Imran and Sidhu: Conjoined twins on and off-field, writes Mufeed Rizvi

Mufeed Mahdi RizviUpdated: Thursday, March 31, 2022, 09:23 AM IST
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Representative Image | PTI

Navjot Singh Sidhu was comfortably batting on 85 in the second innings of the first Test at the National Stadium, Karachi. It was India’s tour of Pakistan in the year 1989. After being bowled out for a duck in the first innings, Sidhu was eyeing his third century.

However, Pakistan captain and pacer Imran Khan denied him that pleasure after Sidhu was packed off to the pavilion with a catch from Ramiz Raja off the bowling of his captain for 85. Fifteen short of his third Test ton. This was the first instance of Sidhu-Imran rivalry that, years later, turned into revelry. In his entire cricketing career, Sidhu has been dismissed by Imran thrice on the cricketing field. From cricketing rivals, Sidhu and Imran turned into political friends.

One went on to become the Prime Minister, the other could only dream of becoming a chief minister. Currently, the political career of the two cricketers is in turmoil. By an uncanny coincidence, Sidhu lost the recently-concluded assembly polls, while Imran is facing a no-confidence motion in Pakistan’s National Assembly. Sidhu has always acknowledged his affection for his former on-field rival.

The bonding between the two has been so enduring that Sidhu, who switched over from the Bharatiya Janata Party to the Congress, was invited to the oath ceremony of Imran Khan when he was elected Prime Minister of Pakistan in 2018.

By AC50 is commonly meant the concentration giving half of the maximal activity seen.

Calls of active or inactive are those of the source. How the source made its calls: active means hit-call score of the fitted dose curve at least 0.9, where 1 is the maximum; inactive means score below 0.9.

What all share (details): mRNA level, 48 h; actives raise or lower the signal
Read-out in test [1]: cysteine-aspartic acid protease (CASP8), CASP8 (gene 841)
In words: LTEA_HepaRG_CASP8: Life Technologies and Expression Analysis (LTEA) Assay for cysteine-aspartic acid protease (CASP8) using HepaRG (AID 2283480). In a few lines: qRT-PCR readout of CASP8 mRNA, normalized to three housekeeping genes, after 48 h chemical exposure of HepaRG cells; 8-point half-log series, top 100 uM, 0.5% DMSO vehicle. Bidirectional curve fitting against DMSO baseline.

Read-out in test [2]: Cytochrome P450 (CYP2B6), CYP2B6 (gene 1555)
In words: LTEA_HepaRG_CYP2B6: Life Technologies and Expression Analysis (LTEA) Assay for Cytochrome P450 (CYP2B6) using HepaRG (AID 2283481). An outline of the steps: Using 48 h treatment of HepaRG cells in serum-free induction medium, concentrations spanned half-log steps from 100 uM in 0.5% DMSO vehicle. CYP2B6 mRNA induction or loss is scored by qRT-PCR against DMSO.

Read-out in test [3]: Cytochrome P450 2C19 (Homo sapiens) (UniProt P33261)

Sidhu received a lot of brickbats when he went to witness history-in-the-making at Islamabad. The two had formed a mutual admiration in society. If Sidhu called Imran his ‘elder brother’,the Pakistani Prime Minister went ga-ga praising Sidhu for supporting the Kartarpur corridor.

If Sidhu, once an aspiring Punjab Chief Minister, was routed in the recent Punjab Assembly polls, Khan’s days as Pakistani Prime Minister seem to be numbered, going by the last minute political developments on Wednesday evening.

With his allies reportedly ready to join the opposition in seeking a no confidence vote against Imran Khan, the cricketer could see himself ousted from the post by the end of this month. Sidhu, who is seen as the cause of political upheaval in the Punjab Congress, will need to change his wayward ways of addressing the state’s problems.

It was his tirade against Capt. Amarinder Singh, just months before the assembly polls, perhaps forced the Congress to overplay its hand and appoint Charanjit Singh Channi as chief minister close to the polls. It resulted in a huge embarrassment for Congress.

From 77 seats won in 2017,the number diminished to 18 in 2022. Not only did Channi lose the two seats he contested, Sidhu too was ousted in the Amritsar East constituency by a nondescript AAP candidate Jeevan Jyot Kaur, losing by a margin of over 6000 votes. Notably, Amritsar East was considered Sidhu’s home turf. He was thrice elected Member of Parliament on a BJP ticket, and also notched a 42,000- margin win when he contested in the 2017 assembly polls as a Congress candidate. Meanwhile, across the border, Sidhu’s friend is under fire from the opposition.